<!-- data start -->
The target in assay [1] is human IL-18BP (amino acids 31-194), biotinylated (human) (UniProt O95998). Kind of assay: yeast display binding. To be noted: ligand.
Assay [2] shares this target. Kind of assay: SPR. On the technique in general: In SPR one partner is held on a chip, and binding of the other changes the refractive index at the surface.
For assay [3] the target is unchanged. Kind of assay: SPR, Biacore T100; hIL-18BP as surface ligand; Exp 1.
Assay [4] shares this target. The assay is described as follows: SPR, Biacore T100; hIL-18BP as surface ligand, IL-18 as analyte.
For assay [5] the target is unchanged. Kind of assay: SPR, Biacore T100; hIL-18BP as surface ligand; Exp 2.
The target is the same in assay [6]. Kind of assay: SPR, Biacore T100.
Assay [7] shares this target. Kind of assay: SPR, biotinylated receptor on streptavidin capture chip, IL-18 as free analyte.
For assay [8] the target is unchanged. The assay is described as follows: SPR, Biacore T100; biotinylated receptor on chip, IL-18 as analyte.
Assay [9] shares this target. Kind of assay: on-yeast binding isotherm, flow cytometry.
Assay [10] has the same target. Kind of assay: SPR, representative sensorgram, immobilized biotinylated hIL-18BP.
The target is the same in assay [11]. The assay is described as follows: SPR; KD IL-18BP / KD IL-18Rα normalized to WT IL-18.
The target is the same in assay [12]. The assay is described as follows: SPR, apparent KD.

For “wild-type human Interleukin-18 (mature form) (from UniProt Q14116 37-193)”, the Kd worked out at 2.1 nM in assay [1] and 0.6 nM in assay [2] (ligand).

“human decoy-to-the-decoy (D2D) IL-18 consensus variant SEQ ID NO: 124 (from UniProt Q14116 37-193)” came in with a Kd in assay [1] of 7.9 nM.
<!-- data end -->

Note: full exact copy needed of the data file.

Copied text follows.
The target in assay [1] is human IL-18BP (amino acids 31-194), biotinylated (human) (UniProt O95998). Kind of assay: yeast display binding. To be noted: ligand.
Assay [2] shares this target. Kind of assay: SPR. On the technique in general: In SPR one partner is held on a chip, and binding of the other changes the refractive index at the surface.
For assay [3] the target is unchanged. Kind of assay: SPR, Biacore T100; hIL-18BP as surface ligand; Exp 1.
Assay [4] shares this target. The assay is described as follows: SPR, Biacore T100; hIL-18BP as surface ligand, IL-18 as analyte.
For assay [5] the target is unchanged. Kind of assay: SPR, Biacore T100; hIL-18BP as surface ligand; Exp 2.
The target is the same in assay [6]. Kind of assay: SPR, Biacore T100.
Assay [7] shares this target. Kind of assay: SPR, biotinylated receptor on streptavidin capture chip, IL-18 as free analyte.
For assay [8] the target is unchanged. The assay is described as follows: SPR, Biacore T100; biotinylated receptor on chip, IL-18 as analyte.
Assay [9] shares this target. Kind of assay: on-yeast binding isotherm, flow cytometry.
Assay [10] has the same target. Kind of assay: SPR, representative sensorgram, immobilized biotinylated hIL-18BP.
The target is the same in assay [11]. The assay is described as follows: SPR; KD IL-18BP / KD IL-18Rα normalized to WT IL-18.
The target is the same in assay [12]. The assay is described as follows: SPR, apparent KD.

For “wild-type human Interleukin-18 (mature form) (from UniProt Q14116 37-193)”, the Kd worked out at 2.1 nM in assay [1] and 0.6 nM in assay [2] (ligand).

“human decoy-to-the-decoy (D2D) IL-18 consensus variant SEQ ID NO: 124 (from UniProt Q14116 37-193)” came in with a Kd in assay [1] of 7.9 nM.